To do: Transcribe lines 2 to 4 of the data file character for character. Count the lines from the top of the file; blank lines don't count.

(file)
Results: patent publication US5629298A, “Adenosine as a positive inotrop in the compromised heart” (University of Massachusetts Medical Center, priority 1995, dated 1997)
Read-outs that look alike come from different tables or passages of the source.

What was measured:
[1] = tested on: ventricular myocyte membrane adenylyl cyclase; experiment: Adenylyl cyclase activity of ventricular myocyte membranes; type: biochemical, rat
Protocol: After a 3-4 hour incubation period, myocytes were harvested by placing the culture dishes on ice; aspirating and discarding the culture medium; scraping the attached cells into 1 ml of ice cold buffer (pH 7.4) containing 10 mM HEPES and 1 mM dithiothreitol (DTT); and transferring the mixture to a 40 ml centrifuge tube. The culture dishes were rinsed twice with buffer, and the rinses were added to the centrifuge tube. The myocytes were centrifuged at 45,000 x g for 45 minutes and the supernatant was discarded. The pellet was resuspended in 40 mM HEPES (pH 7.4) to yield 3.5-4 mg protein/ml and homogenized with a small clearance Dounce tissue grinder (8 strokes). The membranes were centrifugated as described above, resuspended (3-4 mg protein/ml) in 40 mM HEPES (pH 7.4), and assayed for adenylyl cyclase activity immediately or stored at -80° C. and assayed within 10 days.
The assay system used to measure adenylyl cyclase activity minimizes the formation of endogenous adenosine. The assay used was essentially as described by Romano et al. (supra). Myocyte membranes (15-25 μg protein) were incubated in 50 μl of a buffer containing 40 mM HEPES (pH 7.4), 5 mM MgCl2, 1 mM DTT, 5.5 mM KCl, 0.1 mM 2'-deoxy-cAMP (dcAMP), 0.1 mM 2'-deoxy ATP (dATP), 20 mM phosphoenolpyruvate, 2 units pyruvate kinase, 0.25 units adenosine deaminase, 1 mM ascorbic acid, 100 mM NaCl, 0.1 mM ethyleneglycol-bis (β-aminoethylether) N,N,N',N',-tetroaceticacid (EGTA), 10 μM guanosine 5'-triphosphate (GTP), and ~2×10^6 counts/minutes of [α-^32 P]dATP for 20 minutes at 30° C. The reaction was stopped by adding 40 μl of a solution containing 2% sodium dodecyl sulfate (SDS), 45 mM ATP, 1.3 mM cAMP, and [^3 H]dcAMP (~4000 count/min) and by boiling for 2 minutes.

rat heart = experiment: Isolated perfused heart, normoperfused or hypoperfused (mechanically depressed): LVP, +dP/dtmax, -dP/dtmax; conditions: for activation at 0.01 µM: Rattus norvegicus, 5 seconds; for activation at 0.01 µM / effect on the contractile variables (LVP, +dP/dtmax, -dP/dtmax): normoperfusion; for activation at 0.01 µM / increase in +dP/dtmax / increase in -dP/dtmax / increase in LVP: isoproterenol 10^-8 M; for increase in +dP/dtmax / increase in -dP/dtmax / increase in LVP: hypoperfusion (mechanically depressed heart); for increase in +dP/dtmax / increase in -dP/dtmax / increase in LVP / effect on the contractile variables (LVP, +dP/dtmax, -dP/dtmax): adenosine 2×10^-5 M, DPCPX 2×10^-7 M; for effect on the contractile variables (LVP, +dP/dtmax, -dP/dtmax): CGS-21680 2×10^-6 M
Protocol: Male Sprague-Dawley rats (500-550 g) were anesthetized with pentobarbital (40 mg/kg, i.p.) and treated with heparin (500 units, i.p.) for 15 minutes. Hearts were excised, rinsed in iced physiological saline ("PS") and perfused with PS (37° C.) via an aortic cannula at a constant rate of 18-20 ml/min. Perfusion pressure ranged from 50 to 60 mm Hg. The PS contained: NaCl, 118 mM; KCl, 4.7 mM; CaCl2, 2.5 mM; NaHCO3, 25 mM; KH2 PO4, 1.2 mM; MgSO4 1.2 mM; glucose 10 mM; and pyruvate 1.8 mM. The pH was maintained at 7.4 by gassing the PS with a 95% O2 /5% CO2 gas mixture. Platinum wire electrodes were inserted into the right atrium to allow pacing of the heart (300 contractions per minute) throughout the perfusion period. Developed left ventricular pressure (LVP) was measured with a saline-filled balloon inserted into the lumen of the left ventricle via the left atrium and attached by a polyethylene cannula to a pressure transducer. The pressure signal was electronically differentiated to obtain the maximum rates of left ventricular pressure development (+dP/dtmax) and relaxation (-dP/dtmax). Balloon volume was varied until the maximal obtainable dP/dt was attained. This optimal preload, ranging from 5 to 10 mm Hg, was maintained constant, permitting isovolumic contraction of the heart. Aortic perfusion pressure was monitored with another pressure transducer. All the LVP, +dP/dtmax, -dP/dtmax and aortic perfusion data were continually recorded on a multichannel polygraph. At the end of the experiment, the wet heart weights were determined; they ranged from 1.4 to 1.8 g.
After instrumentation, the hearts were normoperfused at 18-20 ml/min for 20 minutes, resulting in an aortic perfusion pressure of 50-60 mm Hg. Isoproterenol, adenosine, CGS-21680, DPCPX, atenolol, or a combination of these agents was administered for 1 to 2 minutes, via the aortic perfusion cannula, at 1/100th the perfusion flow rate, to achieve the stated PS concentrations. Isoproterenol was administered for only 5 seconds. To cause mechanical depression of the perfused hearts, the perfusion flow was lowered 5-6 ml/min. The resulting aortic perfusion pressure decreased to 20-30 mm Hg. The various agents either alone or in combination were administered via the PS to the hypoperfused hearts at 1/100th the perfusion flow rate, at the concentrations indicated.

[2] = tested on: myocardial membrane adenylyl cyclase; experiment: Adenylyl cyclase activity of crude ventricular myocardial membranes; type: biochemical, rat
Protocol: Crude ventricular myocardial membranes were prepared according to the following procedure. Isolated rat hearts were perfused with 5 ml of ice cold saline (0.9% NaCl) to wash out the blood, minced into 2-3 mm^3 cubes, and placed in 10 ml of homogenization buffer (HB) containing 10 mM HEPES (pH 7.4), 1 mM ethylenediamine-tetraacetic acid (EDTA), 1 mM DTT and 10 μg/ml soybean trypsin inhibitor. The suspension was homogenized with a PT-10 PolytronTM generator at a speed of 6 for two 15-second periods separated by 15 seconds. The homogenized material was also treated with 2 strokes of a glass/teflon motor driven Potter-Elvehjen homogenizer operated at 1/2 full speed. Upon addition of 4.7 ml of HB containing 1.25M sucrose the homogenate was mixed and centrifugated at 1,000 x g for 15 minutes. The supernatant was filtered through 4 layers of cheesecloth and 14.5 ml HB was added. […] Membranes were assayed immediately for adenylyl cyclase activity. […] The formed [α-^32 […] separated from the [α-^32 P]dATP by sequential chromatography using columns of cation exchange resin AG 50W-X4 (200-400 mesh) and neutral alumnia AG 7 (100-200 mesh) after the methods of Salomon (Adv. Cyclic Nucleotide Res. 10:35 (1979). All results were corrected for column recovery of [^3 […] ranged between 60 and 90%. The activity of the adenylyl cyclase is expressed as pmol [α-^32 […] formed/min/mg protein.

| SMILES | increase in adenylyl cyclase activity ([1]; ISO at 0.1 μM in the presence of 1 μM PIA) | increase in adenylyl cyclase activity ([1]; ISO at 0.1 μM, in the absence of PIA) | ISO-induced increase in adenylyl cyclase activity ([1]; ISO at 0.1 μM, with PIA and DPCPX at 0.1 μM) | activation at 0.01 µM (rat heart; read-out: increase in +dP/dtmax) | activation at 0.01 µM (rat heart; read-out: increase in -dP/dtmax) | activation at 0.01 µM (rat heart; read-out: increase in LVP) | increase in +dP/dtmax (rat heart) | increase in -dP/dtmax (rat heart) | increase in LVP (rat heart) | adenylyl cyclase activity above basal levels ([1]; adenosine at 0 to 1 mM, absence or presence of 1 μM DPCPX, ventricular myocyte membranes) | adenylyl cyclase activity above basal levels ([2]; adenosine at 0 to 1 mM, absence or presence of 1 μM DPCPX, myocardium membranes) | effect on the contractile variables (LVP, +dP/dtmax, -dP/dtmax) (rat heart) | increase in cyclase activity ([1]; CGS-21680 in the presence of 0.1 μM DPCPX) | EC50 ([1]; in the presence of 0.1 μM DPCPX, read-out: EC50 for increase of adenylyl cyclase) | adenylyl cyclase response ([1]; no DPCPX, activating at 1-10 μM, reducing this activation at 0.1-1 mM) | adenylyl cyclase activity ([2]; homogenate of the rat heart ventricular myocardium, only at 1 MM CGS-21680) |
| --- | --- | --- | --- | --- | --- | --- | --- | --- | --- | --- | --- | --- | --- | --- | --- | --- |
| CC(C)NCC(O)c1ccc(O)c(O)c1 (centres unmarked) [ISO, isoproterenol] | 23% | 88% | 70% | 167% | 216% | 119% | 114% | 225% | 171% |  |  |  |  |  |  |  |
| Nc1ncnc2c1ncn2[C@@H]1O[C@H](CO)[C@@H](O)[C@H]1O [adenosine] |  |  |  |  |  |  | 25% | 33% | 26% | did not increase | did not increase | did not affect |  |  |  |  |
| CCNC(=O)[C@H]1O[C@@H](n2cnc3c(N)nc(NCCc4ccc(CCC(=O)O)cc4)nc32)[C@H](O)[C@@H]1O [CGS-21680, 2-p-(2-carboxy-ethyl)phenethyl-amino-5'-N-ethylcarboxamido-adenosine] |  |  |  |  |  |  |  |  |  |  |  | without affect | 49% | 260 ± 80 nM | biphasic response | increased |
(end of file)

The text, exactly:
Read-outs that look alike come from different tables or passages of the source.

What was measured:
[1] = tested on: ventricular myocyte membrane adenylyl cyclase; experiment: Adenylyl cyclase activity of ventricular myocyte membranes; type: biochemical, rat